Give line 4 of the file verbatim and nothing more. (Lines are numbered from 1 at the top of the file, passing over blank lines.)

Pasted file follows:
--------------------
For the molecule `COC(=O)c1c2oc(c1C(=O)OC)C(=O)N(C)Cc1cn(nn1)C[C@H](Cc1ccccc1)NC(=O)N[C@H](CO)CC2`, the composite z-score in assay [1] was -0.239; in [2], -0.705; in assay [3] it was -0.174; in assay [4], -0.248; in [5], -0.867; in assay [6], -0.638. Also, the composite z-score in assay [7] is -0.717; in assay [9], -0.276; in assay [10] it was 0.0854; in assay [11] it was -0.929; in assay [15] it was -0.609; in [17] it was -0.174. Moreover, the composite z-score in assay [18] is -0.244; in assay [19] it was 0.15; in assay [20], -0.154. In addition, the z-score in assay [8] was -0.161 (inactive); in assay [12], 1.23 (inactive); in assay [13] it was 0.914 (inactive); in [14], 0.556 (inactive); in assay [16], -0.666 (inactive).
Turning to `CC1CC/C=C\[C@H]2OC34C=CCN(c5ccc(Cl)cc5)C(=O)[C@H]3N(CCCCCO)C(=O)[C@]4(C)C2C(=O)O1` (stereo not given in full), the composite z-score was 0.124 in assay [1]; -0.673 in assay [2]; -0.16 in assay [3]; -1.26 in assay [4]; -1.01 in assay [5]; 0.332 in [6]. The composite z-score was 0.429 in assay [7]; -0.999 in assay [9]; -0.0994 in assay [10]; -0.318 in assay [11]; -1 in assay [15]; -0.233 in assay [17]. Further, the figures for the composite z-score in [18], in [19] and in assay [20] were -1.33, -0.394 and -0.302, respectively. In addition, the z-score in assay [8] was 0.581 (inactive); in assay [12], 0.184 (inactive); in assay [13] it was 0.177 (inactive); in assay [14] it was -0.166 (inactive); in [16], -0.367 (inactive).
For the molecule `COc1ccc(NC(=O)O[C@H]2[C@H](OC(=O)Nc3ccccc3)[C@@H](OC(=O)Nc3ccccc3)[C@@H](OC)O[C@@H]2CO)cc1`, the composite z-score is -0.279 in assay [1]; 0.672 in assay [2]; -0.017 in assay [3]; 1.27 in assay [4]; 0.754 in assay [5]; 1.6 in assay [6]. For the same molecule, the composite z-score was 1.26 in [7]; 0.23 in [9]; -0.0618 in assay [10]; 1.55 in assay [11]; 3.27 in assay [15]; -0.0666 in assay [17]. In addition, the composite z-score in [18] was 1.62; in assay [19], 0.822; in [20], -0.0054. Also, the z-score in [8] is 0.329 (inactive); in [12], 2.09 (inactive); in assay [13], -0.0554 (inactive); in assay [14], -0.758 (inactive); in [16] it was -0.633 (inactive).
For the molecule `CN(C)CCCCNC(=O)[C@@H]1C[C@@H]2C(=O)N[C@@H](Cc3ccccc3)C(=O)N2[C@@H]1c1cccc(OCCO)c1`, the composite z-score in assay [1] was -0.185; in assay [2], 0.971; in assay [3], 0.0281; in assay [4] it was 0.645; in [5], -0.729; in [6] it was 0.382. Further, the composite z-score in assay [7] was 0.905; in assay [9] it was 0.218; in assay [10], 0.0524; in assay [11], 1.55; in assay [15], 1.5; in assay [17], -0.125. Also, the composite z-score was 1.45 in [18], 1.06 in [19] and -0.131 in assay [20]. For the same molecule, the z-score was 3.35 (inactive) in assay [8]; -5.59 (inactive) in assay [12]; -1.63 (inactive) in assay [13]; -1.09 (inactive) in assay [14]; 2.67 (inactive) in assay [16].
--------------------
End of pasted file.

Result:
For the molecule `CN(C)CCCCNC(=O)[C@@H]1C[C@@H]2C(=O)N[C@@H](Cc3ccccc3)C(=O)N2[C@@H]1c1cccc(OCCO)c1`, the composite z-score in assay [1] was -0.185; in assay [2], 0.971; in assay [3], 0.0281; in assay [4] it was 0.645; in [5], -0.729; in [6] it was 0.382. Further, the composite z-score in assay [7] was 0.905; in assay [9] it was 0.218; in assay [10], 0.0524; in assay [11], 1.55; in assay [15], 1.5; in assay [17], -0.125. Also, the composite z-score was 1.45 in [18], 1.06 in [19] and -0.131 in assay [20]. For the same molecule, the z-score was 3.35 (inactive) in assay [8]; -5.59 (inactive) in assay [12]; -1.63 (inactive) in assay [13]; -1.09 (inactive) in assay [14]; 2.67 (inactive) in assay [16].